25-year-old Kyle Enos of Newport, South Wales, used a dark web marketplace to supply people with fentanyl and was caught. The drug dealer has been sentenced to prison. Fentanyl, a synthetic opioid which is 40 times stronger and potent than heroin has been the cause of many overdose deaths in the US and recently in the UK.
The drug was linked to 113 deaths in the UK alone just last year. As to whether the drugs that killed them had been supplied by Enos, is still unknown but nevertheless, investigators warned that the synthetic opioid posed extreme dangers.
Upon the numerous attempts to curb the situation as well as the arrests made, it didn’t seem to bother Enos as he was running a complex drug operation on the dark web. His operation killed at least 14 young customers in Hull, according to reports. This led to the launch of intelligence operations by the Humberside Police to prevent the deadly drug from being sold to drug users.
The situation in Hull was so serious to the extent that, it was once the focus of a BBC iPlayer documentary which showed drug users injecting fentanyl into their body and talking about its possible effects.
Enos controlled his dark web drug business from his flat in Wales and even offered a buy-one, get-one-free on the synthetic opioid.
He was given an eight-year jail sentence on Monday at the Cardiff Crown Court after admitting to selling fentanyl to 168 people in the UK, Canada, Europe and the US from May 2016 to May 2017. Thus a whole year of supplying these deadly drugs to people, causing enormous damage that we can only imagine.
Judge Eleri Rees stated that the deaths were a true reflection of the danger of the drug, which is far more potent than heroin. She added that Enos was fully aware of the potency and the high risk involved but ignored them as he advertised his products and sought customers reviews about them on the dark web.
“This was a sophisticated, complex operation in that you supplied fentanyl to over 160 addresses to the UK, Europe, and the US. The profits were such that you were able to rent a luxury apartment in Cardiff city centre,” Judge Rees stated.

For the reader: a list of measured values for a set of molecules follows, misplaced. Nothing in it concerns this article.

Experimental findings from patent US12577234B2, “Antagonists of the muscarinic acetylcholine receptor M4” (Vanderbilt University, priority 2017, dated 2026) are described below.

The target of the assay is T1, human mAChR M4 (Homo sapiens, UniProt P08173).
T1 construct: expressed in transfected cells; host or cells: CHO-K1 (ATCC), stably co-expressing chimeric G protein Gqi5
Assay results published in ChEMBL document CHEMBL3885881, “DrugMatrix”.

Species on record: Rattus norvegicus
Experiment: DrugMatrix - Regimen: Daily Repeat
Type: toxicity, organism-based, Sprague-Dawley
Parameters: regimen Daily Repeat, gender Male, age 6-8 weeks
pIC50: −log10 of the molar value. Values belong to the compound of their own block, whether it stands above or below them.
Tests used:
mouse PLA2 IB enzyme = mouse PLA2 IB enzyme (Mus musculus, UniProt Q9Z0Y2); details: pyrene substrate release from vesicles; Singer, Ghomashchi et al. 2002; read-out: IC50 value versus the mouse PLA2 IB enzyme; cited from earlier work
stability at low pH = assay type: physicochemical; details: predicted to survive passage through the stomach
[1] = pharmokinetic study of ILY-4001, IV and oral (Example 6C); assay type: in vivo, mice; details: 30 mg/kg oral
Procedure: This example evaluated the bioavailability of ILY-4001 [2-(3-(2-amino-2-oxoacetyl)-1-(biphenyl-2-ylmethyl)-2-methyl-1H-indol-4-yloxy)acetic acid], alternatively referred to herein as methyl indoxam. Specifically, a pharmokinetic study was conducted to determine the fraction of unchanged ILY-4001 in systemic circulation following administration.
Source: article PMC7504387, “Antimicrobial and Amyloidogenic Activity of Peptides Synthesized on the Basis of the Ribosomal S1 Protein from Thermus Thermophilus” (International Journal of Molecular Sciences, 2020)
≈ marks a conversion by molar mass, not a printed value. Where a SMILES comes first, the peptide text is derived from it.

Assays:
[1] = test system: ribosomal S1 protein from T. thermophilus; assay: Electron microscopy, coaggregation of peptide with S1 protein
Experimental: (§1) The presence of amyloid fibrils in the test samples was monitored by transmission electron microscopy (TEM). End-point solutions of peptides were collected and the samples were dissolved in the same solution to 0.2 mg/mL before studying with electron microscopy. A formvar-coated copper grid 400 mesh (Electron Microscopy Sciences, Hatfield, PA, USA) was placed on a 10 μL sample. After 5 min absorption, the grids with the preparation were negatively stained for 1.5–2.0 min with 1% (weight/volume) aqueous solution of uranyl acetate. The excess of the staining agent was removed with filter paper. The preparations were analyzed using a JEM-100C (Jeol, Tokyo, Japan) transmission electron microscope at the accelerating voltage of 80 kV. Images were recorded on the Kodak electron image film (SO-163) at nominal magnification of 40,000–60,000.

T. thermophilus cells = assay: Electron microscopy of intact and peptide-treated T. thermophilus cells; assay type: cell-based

Enos used his dark web handle “sovietbear” to create a page on the now-defunct dark web marketplaces AlphaBay and Dream Market that offered same-day delivery to customers in Britain, three days to those in Europe and a week to customers across the globe. His online profile claimed he was selling pure fentanyl at the lowest prices and also offered custom concentrations.
In addition, his page boasted of re-shipping packages seized by customs and further stated that the detection was “very, very rare”.
“My priority is your satisfaction,” Enos had written under his profile. “My prices are great, and so is the product,” he added.
According to officers, Enos stated that he was importing fentanyl from illegal sellers in China every two or three weeks and prepared the packets himself, before sending them to his buyers through first class or air mail.
When Enos’s home was searched last year, officers had to wear biohazard suits and respirators due to the danger of the drug.
According to court documents, the police analyzed Enos’s customer database after his arrest and found out that four people in his database had passed away but as to whether the fentanyl provided by Enos was the cause of their deaths, couldn’t be proven. They also used some documents they found to identify 92 customers in the UK and 78 others abroad.
25-year-old Jonathan Robinson, from Northumbria, was found dead at his home. Jack Barton, 23, a university student also died in Cardiff in January last year. The other two dead people in his database were 34-year-old Aaron Rees, from Ammanford who was discovered dead during March 2017. The fourth person died in Scotland but his or her name wasn’t brought up in court.
Enos will be escaping charges for the deaths in England and Wales but investigations are still ongoing in Scotland. Reports suggest he made around £16,000 from his fentanyl sales.